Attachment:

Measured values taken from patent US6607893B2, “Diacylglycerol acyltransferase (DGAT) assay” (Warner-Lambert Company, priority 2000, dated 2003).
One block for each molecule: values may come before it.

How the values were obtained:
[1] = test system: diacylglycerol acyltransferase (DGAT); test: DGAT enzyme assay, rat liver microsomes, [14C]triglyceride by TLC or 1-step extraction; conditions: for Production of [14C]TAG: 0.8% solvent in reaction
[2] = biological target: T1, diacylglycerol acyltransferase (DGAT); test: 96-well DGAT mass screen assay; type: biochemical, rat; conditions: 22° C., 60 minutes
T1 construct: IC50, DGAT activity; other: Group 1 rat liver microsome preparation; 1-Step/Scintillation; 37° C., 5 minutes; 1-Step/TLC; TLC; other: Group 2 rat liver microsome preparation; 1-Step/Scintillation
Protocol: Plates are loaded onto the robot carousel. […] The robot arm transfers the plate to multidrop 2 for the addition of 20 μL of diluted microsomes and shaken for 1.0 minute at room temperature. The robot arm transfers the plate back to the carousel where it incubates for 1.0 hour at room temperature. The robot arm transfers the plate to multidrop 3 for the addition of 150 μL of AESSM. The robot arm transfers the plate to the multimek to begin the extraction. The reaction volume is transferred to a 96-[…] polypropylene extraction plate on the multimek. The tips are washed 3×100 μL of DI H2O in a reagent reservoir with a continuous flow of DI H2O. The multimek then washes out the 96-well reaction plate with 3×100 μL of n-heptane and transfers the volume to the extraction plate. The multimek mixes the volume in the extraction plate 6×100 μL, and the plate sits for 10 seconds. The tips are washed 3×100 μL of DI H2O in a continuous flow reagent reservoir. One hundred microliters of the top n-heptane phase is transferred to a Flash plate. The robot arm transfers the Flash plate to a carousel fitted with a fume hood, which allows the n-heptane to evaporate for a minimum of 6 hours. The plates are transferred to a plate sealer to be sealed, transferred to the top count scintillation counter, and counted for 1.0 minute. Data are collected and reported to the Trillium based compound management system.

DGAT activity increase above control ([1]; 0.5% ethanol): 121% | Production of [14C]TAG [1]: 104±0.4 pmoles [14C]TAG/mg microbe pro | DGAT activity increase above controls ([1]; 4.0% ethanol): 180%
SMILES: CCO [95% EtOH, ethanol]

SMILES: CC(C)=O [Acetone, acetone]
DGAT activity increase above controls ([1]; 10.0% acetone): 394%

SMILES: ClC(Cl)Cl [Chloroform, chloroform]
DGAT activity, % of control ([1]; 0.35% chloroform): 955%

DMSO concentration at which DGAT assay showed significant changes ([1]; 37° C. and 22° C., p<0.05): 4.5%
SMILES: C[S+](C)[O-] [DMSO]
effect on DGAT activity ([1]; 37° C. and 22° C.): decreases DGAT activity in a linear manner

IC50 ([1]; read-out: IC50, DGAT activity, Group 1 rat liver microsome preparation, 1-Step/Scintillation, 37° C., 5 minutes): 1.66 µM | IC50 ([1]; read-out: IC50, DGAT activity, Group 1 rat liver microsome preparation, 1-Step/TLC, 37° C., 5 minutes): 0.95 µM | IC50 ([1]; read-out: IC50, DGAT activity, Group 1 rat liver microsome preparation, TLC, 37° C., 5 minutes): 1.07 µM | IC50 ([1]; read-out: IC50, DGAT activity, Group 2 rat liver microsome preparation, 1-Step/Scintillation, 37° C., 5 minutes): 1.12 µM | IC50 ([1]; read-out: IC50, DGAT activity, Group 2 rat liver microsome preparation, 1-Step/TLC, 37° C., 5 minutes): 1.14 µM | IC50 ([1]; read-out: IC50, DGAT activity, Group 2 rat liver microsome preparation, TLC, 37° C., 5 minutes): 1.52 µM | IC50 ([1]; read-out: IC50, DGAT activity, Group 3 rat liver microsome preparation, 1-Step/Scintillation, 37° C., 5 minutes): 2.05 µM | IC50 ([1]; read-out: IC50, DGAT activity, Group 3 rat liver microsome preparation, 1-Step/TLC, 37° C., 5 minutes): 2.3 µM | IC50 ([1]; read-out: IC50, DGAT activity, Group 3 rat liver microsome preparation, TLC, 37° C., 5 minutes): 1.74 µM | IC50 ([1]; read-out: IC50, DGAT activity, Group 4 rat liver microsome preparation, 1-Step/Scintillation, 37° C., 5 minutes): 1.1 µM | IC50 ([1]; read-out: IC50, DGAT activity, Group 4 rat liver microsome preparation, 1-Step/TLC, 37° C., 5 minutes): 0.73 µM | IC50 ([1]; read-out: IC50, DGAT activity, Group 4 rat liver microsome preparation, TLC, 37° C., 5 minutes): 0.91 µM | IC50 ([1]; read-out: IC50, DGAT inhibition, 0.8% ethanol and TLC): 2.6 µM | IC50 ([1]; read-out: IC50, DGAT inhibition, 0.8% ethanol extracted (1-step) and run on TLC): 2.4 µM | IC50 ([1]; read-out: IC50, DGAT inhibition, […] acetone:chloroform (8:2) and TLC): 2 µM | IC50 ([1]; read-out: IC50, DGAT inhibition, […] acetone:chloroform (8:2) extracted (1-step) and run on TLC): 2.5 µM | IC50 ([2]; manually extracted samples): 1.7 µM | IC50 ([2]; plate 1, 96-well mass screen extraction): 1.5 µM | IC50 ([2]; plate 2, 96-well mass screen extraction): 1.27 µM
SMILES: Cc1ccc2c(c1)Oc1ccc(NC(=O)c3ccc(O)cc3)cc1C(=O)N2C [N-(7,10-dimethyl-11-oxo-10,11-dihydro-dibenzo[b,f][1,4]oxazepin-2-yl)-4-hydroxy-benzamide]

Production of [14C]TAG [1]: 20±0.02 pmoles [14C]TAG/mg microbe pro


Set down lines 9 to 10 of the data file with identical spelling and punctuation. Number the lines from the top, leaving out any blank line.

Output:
SMILES: CCO [95% EtOH, ethanol]

SMILES: CC(C)=O [Acetone, acetone]